A set of elements for which the binary operations of addition and multiplication are defined, so as to satisfy the basic axioms of commutativity, associativity, and distributivity, is known as a ring. The common integer counting numbers for a ring, as for the polynomials of all degrees N, are defined as f = f(x) = a0 + a1x + a2x2 + . . . + anxn . The term “ring” derives from the operation of wrapping a segment of the lineal real number line around a circle to obtain a modular mapping. The German mathematician Ernst Eduard Kummer Kummer, Ernst Eduard (1810-1893) tried to solve the famous polynomic problem of Pierre de Fermat’s last equation Fermat’s last theorem[Fermats last theorem] in number theory; that is, to prove xn + yn = zn for all n. Kummer made the unwarranted assumption that a hypothesis called the unique factorization theorem is always true in rings of algebraic integers. A number in the complex field is called an algebraic integer if it satisfies an algebraic equation with rational integer coefficients not greater than 1. The algebraic integers in an algebraic number field are said to form an integral domain.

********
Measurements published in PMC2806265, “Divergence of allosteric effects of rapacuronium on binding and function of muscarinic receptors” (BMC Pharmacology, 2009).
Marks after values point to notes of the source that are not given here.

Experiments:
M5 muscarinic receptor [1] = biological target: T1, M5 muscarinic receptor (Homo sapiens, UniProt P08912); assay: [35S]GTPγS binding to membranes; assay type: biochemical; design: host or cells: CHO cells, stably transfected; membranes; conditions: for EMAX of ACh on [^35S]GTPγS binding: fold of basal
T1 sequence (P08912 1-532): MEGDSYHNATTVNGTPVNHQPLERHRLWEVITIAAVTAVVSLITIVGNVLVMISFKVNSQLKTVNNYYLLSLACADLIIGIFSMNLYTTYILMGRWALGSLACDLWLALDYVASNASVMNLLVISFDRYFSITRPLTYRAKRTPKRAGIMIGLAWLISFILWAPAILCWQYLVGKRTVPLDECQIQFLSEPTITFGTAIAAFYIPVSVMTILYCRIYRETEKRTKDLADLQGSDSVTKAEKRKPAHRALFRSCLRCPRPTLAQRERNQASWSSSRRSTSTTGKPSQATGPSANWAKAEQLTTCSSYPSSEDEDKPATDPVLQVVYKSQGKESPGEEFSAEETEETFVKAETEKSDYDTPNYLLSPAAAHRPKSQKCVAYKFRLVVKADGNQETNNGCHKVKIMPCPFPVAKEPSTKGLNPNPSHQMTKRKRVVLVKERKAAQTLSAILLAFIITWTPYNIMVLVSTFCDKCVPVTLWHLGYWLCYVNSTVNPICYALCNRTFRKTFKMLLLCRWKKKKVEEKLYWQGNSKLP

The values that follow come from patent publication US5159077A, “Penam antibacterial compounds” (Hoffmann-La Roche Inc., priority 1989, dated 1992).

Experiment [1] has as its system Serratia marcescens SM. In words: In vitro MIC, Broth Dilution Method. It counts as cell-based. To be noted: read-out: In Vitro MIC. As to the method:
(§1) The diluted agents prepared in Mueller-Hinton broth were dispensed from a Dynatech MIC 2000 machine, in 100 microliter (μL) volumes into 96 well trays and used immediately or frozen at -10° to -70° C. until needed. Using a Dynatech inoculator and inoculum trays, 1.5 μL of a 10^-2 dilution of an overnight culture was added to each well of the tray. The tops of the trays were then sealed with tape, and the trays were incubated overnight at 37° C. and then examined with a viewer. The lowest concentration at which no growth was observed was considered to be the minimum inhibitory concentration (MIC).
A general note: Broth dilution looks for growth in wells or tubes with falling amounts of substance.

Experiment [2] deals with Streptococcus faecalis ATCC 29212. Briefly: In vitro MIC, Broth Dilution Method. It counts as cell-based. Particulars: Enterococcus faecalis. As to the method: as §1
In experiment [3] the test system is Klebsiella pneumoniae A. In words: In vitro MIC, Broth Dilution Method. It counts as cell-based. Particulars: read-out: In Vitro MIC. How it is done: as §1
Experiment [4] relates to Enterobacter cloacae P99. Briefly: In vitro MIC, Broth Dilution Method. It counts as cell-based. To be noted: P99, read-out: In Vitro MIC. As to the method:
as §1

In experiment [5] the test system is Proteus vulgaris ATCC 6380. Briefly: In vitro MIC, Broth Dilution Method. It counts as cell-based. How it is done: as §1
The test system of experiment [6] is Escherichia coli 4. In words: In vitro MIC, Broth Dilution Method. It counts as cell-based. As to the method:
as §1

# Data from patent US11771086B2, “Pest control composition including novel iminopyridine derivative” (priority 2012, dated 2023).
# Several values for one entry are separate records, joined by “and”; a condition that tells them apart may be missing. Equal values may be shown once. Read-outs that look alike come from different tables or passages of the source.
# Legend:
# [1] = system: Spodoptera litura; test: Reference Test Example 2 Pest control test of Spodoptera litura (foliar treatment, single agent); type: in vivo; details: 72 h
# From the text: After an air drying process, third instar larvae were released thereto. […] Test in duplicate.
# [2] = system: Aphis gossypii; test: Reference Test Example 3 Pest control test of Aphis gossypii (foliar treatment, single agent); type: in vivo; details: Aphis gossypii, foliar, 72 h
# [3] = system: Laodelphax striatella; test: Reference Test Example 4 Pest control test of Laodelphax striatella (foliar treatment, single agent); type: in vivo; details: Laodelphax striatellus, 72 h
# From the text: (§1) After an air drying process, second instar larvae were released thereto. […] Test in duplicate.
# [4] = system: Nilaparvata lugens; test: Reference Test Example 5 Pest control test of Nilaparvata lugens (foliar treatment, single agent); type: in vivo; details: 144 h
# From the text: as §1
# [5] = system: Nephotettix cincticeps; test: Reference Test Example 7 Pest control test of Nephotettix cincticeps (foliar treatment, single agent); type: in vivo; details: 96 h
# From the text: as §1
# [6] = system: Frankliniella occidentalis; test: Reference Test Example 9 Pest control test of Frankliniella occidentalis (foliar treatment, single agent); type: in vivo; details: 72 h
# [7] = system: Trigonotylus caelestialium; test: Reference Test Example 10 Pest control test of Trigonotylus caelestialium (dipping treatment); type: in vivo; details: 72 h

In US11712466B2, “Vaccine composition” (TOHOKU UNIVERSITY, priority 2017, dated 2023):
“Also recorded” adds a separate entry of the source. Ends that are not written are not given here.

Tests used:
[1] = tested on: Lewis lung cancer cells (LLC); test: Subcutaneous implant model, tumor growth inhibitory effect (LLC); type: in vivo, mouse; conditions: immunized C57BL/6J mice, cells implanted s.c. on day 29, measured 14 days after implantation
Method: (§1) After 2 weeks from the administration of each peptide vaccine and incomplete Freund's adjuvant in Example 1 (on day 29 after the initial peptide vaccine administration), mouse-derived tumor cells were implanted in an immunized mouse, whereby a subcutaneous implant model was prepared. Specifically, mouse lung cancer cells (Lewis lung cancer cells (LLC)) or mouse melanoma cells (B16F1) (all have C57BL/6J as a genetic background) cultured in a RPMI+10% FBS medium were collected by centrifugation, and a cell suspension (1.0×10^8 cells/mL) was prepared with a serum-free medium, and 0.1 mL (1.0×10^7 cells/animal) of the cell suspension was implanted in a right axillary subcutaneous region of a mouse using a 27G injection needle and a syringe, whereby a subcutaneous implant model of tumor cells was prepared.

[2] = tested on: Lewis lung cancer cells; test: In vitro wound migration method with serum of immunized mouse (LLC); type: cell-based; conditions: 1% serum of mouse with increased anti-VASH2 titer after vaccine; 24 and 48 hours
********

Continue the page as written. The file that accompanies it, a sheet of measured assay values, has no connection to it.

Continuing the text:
Emmy Noether.

(Courtesy, Bryn Mawr College Archives)

Although Kummer’s unsuccessful effort did not arrive at a proof of Fermat’s theorem, the theory of ideal numbers that arose subsequently (through Richard Dedekind’s efforts) did make it possible to establish the general conditions under which the Fermat equation would be unsolvable by means of integers. Kummer defined what Dedekind later independently termed “ideal” numbers, such that composite numbers made from the new species satisfied Carl Friedrich Gauss’s Gauss, Carl Friedrich unique factorization theorem into so-called prime ideal factors.